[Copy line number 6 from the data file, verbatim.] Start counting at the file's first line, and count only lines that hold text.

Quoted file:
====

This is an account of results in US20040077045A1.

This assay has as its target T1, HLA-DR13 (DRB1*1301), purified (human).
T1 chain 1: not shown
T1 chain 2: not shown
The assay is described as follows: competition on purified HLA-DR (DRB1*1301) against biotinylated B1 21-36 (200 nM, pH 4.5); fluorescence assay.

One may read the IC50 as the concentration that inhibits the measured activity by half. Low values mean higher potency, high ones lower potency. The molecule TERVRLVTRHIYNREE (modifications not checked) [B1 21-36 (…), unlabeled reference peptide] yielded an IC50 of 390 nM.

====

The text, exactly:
One may read the IC50 as the concentration that inhibits the measured activity by half. Low values mean higher potency, high ones lower potency. The molecule TERVRLVTRHIYNREE (modifications not checked) [B1 21-36 (…), unlabeled reference peptide] yielded an IC50 of 390 nM.